The cost of cyber security breaches: British businesses lost almost £30 billion in 2016


The cost of cyber security breaches: British businesses lost almost £30 billion in 2016

  • New survey indicates 3 million British businesses were compromised by cyberattacks last year

  • Computer viruses and phishing attacks remain the most common threat to businesses

  • Adoption of cybersecurity technologies increases fastest amongst small businesses

New research published today by Beaming, the business ISP, reveals that more than half (52 percent) of British businesses fell victim to some form of cybercrime in 2016. Beaming’s study, which was conducted by researchers at Opinium, indicates that 2.9 million UK firms suffered cybersecurity breaches nationwide last year. The cost of cyber security breaches came to a total of £29.1 billion.

Computer viruses and phishing attacks were the most common corporate cyber threats faced by British businesses last year, in both cases impacting 23 percent of the businesses surveyed. Just under a fifth (18 percent) of businesses suffered some form or hack or data breach in 2016.

The risk of cybersecurity breaches increases with business size. 71 percent of organisations with more than 250 employees were victim to some form of cybercrime last year, compared to less than a third (31 percent) of enterprises with fewer than 10 people.

Cyber crimes hurting British businesses in 2016

Cybercrimes hurting British Businesses

Hacking and data theft top the cyber threat agenda

The threat of hacking and data theft garners the greatest amount of attention at board level within British businesses. A third (30 percent) of companies discuss these matters in senior leadership meetings, compared to less than a fifth (18 percent)a year ago.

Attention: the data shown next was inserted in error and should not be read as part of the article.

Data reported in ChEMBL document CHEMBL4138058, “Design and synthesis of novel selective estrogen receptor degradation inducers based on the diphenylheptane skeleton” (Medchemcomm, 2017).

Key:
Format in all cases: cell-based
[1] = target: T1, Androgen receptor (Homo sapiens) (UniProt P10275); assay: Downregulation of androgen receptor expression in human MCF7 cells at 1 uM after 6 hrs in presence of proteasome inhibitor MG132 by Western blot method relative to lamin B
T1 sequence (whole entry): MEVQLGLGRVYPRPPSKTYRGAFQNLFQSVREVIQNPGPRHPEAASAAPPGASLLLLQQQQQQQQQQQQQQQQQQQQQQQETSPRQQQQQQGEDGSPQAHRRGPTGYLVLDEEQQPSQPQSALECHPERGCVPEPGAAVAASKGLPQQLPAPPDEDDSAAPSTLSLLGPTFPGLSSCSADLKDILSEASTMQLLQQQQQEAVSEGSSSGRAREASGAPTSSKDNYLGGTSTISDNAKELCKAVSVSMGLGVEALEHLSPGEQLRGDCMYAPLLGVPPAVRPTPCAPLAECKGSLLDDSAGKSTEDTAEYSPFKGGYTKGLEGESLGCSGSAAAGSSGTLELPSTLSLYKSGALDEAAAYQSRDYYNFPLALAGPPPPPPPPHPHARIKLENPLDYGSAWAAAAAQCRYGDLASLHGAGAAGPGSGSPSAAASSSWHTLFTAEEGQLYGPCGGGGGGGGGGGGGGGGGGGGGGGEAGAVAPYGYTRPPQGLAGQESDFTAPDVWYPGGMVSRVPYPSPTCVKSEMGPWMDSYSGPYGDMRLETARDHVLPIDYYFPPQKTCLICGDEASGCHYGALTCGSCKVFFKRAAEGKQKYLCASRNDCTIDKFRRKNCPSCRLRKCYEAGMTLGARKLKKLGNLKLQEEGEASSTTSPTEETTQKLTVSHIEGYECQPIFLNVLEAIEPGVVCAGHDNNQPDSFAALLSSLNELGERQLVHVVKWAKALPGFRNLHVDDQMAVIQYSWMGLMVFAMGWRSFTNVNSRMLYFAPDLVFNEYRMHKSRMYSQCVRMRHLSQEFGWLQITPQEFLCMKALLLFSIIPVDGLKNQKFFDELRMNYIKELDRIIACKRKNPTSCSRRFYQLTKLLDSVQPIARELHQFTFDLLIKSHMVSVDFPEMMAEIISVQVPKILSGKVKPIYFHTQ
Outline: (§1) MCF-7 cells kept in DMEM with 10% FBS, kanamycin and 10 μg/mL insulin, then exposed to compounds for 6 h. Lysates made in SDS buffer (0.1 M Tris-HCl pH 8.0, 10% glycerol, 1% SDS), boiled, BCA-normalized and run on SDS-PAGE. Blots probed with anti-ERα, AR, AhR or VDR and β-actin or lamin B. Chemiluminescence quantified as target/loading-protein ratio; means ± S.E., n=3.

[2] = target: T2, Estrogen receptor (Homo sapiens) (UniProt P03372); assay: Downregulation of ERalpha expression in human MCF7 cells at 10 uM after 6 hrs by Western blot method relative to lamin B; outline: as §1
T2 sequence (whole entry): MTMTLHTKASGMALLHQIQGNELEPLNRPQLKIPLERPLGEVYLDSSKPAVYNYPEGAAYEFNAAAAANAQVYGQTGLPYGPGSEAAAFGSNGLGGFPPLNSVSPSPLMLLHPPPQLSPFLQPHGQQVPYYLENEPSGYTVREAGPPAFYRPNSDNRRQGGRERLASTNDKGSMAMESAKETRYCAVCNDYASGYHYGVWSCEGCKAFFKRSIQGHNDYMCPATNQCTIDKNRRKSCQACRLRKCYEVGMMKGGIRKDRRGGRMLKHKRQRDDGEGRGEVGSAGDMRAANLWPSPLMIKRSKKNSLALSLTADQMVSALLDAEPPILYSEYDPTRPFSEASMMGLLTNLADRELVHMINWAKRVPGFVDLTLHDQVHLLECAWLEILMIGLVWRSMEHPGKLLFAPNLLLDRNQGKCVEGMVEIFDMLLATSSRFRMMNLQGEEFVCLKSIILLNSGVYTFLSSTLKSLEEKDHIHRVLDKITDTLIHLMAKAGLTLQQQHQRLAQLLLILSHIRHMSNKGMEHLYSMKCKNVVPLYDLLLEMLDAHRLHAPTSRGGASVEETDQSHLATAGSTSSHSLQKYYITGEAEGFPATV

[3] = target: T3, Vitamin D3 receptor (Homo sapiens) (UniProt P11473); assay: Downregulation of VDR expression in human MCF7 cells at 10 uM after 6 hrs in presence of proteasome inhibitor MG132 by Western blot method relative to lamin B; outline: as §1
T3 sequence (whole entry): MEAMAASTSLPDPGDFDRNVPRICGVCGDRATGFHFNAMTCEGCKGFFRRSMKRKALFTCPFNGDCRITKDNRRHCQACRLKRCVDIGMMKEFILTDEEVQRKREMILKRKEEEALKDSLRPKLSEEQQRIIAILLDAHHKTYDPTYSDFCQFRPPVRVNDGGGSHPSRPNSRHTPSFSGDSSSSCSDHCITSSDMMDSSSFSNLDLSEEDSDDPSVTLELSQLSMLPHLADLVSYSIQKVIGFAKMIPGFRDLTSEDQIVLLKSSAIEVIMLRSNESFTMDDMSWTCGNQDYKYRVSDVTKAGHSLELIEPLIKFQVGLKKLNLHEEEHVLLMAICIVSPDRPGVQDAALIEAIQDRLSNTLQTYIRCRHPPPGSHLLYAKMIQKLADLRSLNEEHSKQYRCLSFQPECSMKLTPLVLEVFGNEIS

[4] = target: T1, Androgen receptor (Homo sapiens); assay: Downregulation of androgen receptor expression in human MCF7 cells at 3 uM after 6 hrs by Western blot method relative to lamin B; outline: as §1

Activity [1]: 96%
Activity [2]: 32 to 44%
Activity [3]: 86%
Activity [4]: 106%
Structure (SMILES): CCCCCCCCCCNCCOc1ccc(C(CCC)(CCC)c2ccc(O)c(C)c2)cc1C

More than half a million British businesses took out cyber insurance policies for the first time in the last 12 months. 19 percent of UK companies are now covered for losses associated with cyber security breaches and data theft.

Small businesses accelerate investment in cybersecurity

Adoption of new cybersecurity technologies increased the fastest amongst smaller businesses in 2016. Demand for unified threat management devices, web application firewalls and network access control systems increased by 71percent, 59percent and 45percent respectively amongst those employing between 10 and 49 people.

Sonia Blizzard, managing director of Beaming, comments: “Large organisations are more likely to become a victim of cybercrime due to being more valuable targets and because employees are often the weakest link in the cybersecurity chain. They are also more resilient as they have resources to aid their recovery. Successful cyberattacks on smaller businesses are less frequent, but cause disproportionately more harm. It is encouraging that small businesses are taking the threat more seriously and investing in their cyber defences, as a single attack could potentially break them.”

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